Official GDP (aggregate output) figures for the second quarter (April, May, June) from the U.S. Bureau of Economic Analysis (BEA) are going to drop on Thursday, possibly literally as well as figuratively. Twitter is aflutter in anticipation, but more over the definition of recession than the probability of a negative number.
As of 19 July, the Federal Reserve Bank of Atlanta’s GDPNow, which uses a methodology similar to that of the BEA, read negative 1.6 percent, the same as the BEA’s third estimate of the economy’s performance in the first quarter (January, February, March). Any negative number from the BEA this week will mean that the U.S. economy shrank for two straight quarters, adjusting for inflation, population growth, and seasonality.
Some pundits say that two straight quarterly declines means that the economy is in recession. Others say that isn’t necessarily the case, especially when labor markets are strong. So, we should wait for the National Bureau of Economic Research (NBER) to weigh in on the matter before using the “R” word.
Traditionally, NBER calls recessions and other phases of business cycles, but only retrospectively, and mostly just for scholars. Nobody actually involved in trading securities or making policy waits for its decisions and voters certainly won’t.
The legal definition of recession from the USC (the US Code) is two straight quarters of a shrinking economy. A search of the code via the Office of Law Revision Counsel’s website returns just 17 hits on the word “recession,” pictured below:
Some refer to non-economic events, like the “recession” of Devil’s Lake in North Dakota in 16 USC 674a. Some mention economic recession without defining it. 12 USC 2701, for example, states that “the Nation is in severe recession and that the sharp downturn in economic activity has driven large numbers of workers into unemployment and has reduced the incomes of many others.” (Remember the italicized part later on!) Others, as in 19 USC 2252 and 20 USC 1001, define recession loosely as an “economic downturn.”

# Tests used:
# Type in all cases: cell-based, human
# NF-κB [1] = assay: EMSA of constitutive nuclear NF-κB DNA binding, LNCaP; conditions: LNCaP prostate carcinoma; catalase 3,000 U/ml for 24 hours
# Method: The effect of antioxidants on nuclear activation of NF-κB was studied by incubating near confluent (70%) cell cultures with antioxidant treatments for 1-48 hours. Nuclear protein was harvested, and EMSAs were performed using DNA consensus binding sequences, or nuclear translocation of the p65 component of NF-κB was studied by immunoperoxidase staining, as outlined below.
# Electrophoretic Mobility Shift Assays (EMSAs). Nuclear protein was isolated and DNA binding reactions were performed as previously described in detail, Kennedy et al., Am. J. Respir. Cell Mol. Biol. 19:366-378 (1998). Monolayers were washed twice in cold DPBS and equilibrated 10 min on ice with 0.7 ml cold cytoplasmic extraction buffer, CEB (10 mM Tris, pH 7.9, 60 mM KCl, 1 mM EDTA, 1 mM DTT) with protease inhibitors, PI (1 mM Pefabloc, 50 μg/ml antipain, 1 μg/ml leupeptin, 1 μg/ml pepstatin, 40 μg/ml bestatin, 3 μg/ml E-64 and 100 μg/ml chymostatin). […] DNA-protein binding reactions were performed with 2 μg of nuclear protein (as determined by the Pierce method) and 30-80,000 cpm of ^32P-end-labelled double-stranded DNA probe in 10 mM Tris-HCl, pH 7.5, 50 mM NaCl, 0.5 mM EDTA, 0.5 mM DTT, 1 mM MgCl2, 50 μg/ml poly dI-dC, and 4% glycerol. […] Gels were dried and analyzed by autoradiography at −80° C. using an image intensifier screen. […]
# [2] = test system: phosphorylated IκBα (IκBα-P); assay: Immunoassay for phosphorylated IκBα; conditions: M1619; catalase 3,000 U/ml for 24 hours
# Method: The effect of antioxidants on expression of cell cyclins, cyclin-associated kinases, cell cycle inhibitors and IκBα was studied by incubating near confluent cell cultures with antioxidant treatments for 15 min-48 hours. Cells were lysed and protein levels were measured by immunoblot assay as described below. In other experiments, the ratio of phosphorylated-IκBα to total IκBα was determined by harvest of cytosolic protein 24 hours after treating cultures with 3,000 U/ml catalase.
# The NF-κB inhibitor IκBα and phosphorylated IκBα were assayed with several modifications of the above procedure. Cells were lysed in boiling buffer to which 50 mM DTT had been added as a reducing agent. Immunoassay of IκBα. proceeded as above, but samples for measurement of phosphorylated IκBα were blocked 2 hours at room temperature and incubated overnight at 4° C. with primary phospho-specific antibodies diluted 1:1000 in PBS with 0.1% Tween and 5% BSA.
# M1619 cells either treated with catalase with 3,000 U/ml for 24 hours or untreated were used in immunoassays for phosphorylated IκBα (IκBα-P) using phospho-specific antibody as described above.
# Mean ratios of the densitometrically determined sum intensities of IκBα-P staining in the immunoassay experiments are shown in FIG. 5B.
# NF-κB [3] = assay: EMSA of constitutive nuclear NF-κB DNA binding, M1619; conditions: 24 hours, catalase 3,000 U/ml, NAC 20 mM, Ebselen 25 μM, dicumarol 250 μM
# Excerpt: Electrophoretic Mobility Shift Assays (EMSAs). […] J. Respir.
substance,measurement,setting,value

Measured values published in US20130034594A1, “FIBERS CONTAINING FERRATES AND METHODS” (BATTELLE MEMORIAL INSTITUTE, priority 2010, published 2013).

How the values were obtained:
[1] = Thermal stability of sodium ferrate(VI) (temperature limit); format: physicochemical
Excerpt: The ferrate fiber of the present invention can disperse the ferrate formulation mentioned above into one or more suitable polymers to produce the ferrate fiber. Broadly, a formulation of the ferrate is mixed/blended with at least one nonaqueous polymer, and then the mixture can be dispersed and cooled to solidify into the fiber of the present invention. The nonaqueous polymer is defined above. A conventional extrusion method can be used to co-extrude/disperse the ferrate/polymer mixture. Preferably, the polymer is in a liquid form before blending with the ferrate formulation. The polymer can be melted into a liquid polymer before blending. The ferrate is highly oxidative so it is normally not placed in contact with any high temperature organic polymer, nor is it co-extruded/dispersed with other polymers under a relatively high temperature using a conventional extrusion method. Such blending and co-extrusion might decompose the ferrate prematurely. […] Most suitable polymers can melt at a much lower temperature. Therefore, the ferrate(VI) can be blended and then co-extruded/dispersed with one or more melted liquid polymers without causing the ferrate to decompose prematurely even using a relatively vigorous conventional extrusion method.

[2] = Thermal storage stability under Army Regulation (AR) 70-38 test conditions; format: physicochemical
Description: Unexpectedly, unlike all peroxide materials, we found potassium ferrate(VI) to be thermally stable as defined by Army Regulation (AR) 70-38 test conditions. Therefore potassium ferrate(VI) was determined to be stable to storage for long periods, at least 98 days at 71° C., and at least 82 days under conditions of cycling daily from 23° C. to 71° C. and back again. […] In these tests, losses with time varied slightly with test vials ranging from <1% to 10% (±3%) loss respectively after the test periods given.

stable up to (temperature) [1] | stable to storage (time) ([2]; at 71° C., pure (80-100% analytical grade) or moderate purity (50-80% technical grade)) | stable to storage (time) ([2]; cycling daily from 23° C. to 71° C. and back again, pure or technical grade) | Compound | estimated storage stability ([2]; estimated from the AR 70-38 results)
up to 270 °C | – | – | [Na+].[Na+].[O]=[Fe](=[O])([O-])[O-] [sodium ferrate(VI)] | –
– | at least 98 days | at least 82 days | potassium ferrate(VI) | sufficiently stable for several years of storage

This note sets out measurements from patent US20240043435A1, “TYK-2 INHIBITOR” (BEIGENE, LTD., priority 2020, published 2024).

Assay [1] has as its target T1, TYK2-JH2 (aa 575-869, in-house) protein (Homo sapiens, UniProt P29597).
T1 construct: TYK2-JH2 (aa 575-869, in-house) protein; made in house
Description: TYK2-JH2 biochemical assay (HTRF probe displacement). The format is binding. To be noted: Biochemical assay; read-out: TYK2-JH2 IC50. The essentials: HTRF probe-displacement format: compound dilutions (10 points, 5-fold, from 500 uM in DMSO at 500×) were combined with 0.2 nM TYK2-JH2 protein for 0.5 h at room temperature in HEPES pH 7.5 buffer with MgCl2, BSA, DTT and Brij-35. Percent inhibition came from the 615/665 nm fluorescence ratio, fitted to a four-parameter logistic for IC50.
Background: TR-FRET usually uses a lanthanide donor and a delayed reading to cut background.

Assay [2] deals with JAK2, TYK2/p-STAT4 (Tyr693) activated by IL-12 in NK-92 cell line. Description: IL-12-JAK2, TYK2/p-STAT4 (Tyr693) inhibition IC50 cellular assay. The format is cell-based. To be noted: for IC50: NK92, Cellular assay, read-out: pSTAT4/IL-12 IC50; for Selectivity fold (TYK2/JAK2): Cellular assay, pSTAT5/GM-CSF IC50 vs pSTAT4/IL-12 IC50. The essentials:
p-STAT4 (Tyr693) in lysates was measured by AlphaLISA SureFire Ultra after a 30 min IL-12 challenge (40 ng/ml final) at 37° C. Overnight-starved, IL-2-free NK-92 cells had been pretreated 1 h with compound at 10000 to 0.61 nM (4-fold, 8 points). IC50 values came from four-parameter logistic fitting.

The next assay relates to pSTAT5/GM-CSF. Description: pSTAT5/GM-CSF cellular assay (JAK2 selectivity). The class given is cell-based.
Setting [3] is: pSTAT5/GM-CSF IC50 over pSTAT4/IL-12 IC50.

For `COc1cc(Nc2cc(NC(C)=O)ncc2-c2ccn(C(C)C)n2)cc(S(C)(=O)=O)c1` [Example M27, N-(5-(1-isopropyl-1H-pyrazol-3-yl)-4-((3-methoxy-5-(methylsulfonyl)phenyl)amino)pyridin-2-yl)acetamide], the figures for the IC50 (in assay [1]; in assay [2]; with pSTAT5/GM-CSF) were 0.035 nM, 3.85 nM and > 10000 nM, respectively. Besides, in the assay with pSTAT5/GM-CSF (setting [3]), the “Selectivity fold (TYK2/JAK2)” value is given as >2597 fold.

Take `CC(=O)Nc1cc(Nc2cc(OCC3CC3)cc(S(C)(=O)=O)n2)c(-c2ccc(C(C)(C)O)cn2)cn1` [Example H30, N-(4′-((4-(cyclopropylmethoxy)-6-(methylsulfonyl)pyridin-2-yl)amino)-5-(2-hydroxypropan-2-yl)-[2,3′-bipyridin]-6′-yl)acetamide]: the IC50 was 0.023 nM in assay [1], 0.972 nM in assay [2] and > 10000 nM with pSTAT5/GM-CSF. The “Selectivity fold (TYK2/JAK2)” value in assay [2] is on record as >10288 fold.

But then there is this gem, the “Balanced Budget and Emergency Deficit Control Act” passed in December 1985:
That section of the USC has since been modified, but no more specific definition has supplanted the definition of a recession as negative real GDP in two consecutive quarters, which is also the legal and/or technical definition in the United Kingdom, Canada, and basically the entire civilized world. Note there is nothing about employment or the NBER in the 1985 law.
Of course many federal statutes are being ignored right now, so ignoring politically inconvenient legal definitions might be expected. Call the situation what you will, the fact remains that the economy has been shrinking for half a year after rebounding robustly from the artificial Covid lockdown recession of 2020. In the 1970s, pop economists like Wilma Soss called such wide swings in economic performance due to policy switching and uncertainty the “whipsaw” effect (a term traders also used to refer to rapid reversals in securities prices).
While employment (the quantity of workers) is high (unemployment is low, with U3 at 3.6%), the real wage (the price of labor adjusted for inflation) is down. Traditionally, companies lay workers off during downturns. This time, workers are keeping their jobs by accepting lower real wages. Both governments and gurus consider declining wages as much a telltale sign of recession as high unemployment.
This graph of inflation-adjusted wages and salaries from 1979 to the present tells the tale. Usually real wages increase during recessions (the gray bars, from the NBER) but they have been plummeting since the Great Lockdown Shock of 2020:
The Labor Force Participation rate, the percentage of the working age population working or actively searching for work, is more difficult to parse, but it may also indicate labor market stress. It has clawed back some of its lockdown losses, but remains below its pre-pandemic level.
The decline in labor unions and the rise of more flexible work arrangements may have helped labor markets to clear (achieve equilibrium) on price (real wages) instead of on quantity (employment). It is probably a good development by keeping people out of soup lines, but it obscures the real pain that Americans feel when they have to make tradeoffs between rent, food, and energy. They know the economy stinks right now and they know who implemented the policies that made it that way.
The traders, policymakers, and Twitterati worthy of their desks, positions, and Blue Checks are not playing with tried-and-true definitions for transitory partisan gain. Instead, they are trying to figure out what the GDP figures for the third and fourth quarters might be. That means looking at standard leading economic indicators, AIER’s leading indicators, and/or getting creative like Wilma Soss did when she discovered that burlap orders were an under-utilized indicator.